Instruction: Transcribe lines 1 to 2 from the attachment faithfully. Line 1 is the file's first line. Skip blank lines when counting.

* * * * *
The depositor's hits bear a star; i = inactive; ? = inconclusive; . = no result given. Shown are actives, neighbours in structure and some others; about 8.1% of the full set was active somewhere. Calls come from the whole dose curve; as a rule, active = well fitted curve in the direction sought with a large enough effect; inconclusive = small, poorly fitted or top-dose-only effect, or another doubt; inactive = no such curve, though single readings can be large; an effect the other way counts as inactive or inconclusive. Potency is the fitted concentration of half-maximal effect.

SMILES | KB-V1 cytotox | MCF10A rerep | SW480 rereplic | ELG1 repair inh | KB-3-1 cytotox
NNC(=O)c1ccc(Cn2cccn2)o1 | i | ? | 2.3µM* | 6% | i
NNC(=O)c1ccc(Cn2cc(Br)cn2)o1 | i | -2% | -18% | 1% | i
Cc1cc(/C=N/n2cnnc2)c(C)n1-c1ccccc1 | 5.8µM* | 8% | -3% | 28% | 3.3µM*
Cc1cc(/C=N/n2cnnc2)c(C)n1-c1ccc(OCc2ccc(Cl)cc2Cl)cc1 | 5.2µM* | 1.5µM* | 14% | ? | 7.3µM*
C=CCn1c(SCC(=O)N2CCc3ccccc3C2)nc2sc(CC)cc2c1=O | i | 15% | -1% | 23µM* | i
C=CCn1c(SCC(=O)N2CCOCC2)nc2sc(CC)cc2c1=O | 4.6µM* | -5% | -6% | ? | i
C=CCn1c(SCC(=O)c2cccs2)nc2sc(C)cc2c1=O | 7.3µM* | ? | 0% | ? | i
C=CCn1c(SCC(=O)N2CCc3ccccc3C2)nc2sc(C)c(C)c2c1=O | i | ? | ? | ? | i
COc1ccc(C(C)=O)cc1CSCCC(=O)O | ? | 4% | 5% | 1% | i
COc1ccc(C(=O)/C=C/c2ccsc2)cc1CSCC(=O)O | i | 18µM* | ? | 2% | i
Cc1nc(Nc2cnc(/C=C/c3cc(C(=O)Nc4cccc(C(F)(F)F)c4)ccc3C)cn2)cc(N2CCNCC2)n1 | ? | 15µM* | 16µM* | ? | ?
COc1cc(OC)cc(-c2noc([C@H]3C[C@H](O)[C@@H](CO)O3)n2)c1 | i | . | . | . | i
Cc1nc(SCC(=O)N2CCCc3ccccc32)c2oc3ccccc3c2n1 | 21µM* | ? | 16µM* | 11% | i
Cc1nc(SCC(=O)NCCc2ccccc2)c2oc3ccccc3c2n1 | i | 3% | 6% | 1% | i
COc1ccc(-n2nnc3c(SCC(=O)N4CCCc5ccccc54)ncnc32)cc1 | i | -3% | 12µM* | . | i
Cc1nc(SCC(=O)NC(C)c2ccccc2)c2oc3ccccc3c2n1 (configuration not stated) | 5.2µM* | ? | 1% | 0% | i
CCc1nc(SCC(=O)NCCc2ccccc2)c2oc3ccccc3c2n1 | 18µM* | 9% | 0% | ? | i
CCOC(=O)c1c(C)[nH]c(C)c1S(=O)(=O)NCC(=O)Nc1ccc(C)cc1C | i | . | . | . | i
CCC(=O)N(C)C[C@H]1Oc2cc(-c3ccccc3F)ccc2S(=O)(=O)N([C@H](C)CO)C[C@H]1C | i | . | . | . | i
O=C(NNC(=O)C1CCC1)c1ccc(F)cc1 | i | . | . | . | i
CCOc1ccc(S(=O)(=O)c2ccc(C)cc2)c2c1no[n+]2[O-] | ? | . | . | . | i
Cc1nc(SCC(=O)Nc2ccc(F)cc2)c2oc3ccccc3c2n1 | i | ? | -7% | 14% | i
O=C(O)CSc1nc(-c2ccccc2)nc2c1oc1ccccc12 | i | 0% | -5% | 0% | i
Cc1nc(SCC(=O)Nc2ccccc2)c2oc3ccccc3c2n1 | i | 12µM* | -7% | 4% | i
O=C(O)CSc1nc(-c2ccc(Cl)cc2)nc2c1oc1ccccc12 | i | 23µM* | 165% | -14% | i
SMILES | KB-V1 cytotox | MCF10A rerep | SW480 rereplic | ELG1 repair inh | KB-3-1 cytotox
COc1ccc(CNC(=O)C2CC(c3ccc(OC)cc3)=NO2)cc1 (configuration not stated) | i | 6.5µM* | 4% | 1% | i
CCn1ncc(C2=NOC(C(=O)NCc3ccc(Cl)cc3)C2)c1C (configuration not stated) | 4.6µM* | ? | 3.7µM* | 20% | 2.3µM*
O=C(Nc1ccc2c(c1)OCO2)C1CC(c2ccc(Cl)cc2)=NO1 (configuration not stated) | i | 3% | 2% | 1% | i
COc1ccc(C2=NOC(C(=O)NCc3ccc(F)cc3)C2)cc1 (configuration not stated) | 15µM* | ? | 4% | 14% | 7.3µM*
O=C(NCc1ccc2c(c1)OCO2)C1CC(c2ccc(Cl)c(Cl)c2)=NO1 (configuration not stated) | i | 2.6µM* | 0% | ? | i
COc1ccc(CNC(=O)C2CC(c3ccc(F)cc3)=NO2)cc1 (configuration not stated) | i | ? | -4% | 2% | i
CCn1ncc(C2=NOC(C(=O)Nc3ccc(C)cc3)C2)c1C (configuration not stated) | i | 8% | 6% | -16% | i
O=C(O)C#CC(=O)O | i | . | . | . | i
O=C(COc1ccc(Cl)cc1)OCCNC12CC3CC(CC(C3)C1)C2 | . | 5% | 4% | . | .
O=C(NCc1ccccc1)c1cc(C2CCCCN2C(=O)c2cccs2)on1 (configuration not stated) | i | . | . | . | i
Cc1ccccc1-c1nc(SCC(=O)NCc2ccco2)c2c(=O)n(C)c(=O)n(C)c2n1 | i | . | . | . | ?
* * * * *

The depositor's hits bear a star; i = inactive; ? = inconclusive; . = no result given. Shown are actives, neighbours in structure and some others; about 8.1% of the full set was active somewhere. Calls come from the whole dose curve; as a rule, active = well fitted curve in the direction sought with a large enough effect; inconclusive = small, poorly fitted or top-dose-only effect, or another doubt; inactive = no such curve, though single readings can be large; an effect the other way counts as inactive or inconclusive. Potency is the fitted concentration of half-maximal effect.

SMILES | KB-V1 cytotox | MCF10A rerep | SW480 rereplic | ELG1 repair inh | KB-3-1 cytotox